• Text smaller
  • Text bigger

The Obama administration is launching a media- and public-outreach program to improve Palestinian opinion of U.S. policy – a project that also seeks to promote the U.S. role in financing “Palestinian development and building the future Palestinian State,” a federal contracting document reveals.

The U.S. Agency for International Development, through its Development Outreach and Communications Office, is overseeing U.S. State Department efforts to change its image among Palestinians

USAID’s strategy includes the delivery – carried out by a private-sector contractor – of U.S. government-approved feature articles and video productions to media outlets and to pass them off as news coverage.

The selected contractor primarily will be tasked with influencing Palestinian, pan-Arab and, to a lesser degree, international news organizations, while also directly engaging Palestinians via “community” events.

The agency recently released a draft Request for Proposals, solicitation #RFP294-2011-210, seeking comments from potential contractors on the viability of its preliminary plan.

Until fairly recently, according to the RFP, few Palestinians knew that USAID since 1995 has “provided more than [$]3.4 billion in assistance to the Palestinians in the West Bank and Gaza.”

USAID points to a comparison of 2009 and 2010 poll results, which indicate an 8 percent jump in the number of Palestinians “who have heard of both USAID and the U.S. Agency for International Development” and a corresponding rise in the percentage of those who recognized the USAID logo.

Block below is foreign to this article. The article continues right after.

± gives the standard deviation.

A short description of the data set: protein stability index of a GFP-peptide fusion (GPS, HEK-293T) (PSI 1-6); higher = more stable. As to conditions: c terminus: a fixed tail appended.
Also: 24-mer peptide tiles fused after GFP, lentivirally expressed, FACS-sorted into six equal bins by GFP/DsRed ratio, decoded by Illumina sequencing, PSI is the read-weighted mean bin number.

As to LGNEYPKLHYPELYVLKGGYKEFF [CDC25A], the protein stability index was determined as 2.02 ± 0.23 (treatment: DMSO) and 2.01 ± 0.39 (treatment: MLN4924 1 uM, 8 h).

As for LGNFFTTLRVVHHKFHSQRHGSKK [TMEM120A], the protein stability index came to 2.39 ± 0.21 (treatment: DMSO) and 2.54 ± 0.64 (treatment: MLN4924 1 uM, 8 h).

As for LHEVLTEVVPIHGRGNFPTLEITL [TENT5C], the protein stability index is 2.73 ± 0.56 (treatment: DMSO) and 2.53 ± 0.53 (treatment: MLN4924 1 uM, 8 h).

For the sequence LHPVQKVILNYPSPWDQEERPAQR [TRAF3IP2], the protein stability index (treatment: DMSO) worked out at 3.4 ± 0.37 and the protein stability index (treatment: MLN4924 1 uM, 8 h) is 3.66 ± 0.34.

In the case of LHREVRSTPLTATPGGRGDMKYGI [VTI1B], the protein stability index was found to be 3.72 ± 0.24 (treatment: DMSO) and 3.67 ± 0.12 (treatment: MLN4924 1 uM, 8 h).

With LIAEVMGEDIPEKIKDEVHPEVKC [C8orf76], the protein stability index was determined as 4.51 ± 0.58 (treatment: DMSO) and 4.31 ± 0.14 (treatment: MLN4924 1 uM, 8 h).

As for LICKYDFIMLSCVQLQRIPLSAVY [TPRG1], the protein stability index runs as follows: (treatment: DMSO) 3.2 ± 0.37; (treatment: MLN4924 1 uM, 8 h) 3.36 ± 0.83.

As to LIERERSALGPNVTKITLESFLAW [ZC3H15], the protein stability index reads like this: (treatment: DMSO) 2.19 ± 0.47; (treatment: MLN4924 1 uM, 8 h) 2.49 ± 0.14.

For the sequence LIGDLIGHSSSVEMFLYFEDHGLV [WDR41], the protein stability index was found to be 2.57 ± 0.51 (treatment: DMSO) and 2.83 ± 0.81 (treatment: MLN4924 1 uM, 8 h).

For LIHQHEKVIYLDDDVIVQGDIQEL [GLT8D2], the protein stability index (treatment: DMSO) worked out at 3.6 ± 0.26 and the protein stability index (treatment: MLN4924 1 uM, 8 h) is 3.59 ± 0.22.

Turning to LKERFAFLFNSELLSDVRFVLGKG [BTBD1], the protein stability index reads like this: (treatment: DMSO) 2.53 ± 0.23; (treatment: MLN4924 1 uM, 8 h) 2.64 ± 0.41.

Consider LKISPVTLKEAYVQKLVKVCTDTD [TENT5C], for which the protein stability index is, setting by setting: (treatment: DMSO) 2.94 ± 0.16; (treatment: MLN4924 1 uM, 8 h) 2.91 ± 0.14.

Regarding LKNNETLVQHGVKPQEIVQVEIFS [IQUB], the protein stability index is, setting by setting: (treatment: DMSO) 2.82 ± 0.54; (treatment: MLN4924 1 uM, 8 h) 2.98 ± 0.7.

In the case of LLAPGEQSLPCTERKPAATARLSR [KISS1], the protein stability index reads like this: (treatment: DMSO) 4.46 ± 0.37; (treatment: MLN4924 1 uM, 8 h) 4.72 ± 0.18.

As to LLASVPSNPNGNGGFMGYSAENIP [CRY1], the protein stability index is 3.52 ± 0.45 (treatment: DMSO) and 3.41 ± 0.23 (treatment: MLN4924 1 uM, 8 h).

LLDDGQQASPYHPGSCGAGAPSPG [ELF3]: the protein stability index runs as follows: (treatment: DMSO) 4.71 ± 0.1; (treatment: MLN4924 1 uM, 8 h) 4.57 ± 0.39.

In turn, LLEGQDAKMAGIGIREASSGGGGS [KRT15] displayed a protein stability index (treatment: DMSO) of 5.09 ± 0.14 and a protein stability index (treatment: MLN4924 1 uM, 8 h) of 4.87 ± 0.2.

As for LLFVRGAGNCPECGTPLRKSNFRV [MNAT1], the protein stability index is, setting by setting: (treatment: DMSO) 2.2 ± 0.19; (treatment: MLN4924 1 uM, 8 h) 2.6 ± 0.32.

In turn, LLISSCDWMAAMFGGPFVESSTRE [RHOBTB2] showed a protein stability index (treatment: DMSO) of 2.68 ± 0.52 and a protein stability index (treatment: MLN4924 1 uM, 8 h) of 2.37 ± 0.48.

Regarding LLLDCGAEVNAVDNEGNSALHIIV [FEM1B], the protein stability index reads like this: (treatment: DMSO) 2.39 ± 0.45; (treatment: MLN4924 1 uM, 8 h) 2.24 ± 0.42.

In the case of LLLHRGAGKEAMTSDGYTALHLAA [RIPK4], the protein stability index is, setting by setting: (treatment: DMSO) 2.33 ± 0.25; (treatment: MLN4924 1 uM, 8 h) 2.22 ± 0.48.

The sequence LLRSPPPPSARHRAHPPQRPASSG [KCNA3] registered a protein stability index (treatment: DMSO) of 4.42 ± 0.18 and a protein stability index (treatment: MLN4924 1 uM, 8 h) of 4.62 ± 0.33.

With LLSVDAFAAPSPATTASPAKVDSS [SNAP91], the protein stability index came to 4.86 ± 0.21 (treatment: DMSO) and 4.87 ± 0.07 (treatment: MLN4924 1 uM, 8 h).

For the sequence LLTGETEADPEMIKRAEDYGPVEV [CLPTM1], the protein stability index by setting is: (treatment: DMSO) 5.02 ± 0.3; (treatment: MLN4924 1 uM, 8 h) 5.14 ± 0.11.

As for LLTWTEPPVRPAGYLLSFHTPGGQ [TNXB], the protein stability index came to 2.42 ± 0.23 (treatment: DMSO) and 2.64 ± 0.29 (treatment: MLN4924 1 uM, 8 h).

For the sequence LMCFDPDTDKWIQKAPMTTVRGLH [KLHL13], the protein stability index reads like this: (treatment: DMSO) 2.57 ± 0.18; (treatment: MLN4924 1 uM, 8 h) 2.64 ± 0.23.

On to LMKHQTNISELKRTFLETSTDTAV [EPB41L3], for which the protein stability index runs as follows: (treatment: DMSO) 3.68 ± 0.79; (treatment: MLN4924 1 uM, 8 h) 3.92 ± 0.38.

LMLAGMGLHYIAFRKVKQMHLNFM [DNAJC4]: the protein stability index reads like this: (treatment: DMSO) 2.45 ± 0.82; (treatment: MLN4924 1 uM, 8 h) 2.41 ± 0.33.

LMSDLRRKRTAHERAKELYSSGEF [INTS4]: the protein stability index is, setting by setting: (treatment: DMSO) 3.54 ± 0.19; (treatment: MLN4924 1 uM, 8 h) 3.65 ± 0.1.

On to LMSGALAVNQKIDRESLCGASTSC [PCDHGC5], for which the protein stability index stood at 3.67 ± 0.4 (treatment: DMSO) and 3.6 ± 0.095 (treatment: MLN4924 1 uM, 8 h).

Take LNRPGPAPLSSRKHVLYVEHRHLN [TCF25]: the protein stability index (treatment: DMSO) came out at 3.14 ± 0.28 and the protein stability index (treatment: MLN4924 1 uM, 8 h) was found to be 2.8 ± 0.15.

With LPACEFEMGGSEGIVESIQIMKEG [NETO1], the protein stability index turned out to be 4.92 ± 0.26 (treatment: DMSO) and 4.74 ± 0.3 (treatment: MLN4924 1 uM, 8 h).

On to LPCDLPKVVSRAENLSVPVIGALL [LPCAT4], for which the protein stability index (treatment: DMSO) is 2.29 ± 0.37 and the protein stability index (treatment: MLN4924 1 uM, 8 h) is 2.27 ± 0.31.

Likewise, whereas in 2009 only 31 percent of Palestinians were aware that USAID was implementing projects in their area, the level of awareness rose to 44 percent by 2010, according to the RFP.

USAID attributes that heightened consciousness of U.S. efforts to previous communications outreach programs, but it says many Palestinians nonetheless remain wary of U.S. intentions.

There is a growing percentage of the population that has flat-out refused U.S. assistance, a development that otherwise contrasts elevated USAID name and logo recognition, the agency laments in the document.

“Despite this growing awareness, the 2010 survey indicates that the number of Palestinians refusing aid from the American people increased to 33 percent from 27 percent in 2009,” the agency acknowledges. “Also, a majority of Palestinians (54 percent) believe that the motive behind aid from the United States Government is political rather than humanitarian.”

USAID, therefore, is reaching out to contractors capable of stemming the negative perceptions.

The selected vendor will carry out various media and public awareness activities, ranging from the cultivation of relationships with regional and global news outlets to the distribution of USAID-branded “visibility items.”

The RFP stops short of calling for the exclusion of journalists who are not overtly sympathetic to USAID and Palestinian causes. The document, however, explicitly advocates a reporter-filtering process to accommodate U.S. government needs.